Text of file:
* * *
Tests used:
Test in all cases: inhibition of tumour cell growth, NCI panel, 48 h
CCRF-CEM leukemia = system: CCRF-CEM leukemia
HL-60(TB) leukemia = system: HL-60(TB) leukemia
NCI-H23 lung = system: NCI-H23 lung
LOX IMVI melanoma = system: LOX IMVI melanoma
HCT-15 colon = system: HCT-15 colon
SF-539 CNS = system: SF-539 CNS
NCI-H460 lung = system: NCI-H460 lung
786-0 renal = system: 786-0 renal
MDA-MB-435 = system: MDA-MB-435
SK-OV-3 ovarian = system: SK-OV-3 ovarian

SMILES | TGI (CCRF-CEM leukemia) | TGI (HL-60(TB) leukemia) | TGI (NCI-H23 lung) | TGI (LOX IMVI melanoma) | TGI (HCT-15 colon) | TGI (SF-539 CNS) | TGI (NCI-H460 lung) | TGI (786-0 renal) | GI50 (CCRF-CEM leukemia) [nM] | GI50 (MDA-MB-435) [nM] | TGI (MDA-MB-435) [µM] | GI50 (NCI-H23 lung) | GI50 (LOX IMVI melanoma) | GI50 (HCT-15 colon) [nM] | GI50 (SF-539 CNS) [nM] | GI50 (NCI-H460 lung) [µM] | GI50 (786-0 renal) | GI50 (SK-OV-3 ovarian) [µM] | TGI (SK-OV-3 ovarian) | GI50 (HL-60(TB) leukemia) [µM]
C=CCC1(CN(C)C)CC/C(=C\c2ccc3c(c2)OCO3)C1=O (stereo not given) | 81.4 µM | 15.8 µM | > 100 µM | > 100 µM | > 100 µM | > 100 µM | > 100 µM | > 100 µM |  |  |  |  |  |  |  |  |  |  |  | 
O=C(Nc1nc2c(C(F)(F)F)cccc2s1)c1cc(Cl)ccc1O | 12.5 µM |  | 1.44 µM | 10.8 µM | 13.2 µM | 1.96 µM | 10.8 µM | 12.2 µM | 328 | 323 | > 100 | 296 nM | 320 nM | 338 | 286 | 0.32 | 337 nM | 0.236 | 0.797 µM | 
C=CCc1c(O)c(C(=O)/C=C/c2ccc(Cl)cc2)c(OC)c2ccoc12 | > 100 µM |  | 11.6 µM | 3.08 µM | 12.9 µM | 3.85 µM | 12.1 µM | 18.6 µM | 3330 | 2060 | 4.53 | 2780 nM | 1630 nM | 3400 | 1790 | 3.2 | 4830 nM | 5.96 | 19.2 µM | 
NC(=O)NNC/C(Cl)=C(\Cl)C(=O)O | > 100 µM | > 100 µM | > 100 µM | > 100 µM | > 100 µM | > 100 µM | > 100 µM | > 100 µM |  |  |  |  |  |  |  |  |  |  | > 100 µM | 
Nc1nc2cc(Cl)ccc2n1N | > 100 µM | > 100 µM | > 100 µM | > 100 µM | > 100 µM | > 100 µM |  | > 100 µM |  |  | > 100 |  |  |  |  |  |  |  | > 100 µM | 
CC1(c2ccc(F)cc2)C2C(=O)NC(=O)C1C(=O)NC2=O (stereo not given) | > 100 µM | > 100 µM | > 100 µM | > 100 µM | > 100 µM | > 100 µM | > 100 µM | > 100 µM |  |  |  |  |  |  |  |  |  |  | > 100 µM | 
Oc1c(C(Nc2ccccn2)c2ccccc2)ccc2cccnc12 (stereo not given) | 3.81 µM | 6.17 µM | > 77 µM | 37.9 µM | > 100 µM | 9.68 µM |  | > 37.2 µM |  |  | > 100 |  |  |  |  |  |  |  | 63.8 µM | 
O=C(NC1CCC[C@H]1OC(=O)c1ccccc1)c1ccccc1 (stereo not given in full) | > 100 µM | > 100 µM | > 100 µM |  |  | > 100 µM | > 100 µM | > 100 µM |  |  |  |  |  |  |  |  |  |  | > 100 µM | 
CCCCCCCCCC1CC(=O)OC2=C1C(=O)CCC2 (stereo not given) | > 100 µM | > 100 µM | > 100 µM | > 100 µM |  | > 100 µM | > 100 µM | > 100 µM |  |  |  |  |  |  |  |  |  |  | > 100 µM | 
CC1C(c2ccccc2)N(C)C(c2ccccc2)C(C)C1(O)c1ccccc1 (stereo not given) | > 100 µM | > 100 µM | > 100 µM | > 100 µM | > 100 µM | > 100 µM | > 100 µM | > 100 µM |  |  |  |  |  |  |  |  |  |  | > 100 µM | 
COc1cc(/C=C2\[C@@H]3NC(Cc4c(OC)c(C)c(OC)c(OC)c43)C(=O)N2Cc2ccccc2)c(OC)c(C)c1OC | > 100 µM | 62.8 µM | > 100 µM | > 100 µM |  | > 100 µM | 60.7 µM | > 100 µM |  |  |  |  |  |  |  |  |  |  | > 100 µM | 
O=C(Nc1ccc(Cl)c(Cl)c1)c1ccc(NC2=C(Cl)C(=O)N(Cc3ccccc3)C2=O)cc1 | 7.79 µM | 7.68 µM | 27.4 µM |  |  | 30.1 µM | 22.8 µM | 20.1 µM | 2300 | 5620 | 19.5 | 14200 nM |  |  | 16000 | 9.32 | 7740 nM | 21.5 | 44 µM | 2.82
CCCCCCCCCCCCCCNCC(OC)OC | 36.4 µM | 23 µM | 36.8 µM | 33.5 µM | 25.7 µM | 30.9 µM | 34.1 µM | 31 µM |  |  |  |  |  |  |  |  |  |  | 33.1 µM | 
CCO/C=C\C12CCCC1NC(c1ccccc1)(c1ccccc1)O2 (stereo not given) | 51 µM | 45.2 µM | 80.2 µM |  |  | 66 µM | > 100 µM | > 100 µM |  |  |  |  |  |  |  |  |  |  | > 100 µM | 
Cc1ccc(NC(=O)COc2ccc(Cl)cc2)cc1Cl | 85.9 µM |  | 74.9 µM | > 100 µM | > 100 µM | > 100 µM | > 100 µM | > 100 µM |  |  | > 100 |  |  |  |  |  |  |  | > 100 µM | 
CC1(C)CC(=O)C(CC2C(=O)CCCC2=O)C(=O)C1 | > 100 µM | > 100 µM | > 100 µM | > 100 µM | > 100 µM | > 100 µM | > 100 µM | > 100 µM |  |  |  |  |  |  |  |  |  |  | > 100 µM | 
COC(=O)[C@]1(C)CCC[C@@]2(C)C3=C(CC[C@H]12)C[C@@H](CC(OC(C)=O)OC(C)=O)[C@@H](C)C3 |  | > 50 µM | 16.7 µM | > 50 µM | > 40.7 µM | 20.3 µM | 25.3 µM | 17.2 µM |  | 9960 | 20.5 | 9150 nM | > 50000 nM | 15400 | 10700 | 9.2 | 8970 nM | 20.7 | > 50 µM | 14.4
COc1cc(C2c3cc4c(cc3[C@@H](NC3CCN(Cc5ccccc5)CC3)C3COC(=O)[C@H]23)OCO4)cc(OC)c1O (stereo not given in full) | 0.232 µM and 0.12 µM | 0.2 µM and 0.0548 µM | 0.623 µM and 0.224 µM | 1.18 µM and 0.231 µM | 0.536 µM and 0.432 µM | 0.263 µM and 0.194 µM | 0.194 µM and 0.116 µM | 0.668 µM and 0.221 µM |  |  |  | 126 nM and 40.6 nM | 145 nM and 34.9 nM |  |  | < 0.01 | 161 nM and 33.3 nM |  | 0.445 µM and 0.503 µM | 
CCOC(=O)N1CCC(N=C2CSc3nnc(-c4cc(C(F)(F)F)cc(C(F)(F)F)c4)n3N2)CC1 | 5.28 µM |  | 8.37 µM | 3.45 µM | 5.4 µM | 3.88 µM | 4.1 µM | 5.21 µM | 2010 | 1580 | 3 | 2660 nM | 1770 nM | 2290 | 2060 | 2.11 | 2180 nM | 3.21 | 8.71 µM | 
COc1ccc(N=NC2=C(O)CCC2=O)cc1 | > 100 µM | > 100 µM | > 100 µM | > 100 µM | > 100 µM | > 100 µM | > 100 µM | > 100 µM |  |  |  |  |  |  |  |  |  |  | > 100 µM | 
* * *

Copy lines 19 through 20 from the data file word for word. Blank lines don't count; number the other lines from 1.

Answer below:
CC1(c2ccc(F)cc2)C2C(=O)NC(=O)C1C(=O)NC2=O (stereo not given) | > 100 µM | > 100 µM | > 100 µM | > 100 µM | > 100 µM | > 100 µM | > 100 µM | > 100 µM |  |  |  |  |  |  |  |  |  |  | > 100 µM | 
Oc1c(C(Nc2ccccn2)c2ccccc2)ccc2cccnc12 (stereo not given) | 3.81 µM | 6.17 µM | > 77 µM | 37.9 µM | > 100 µM | 9.68 µM |  | > 37.2 µM |  |  | > 100 |  |  |  |  |  |  |  | 63.8 µM | 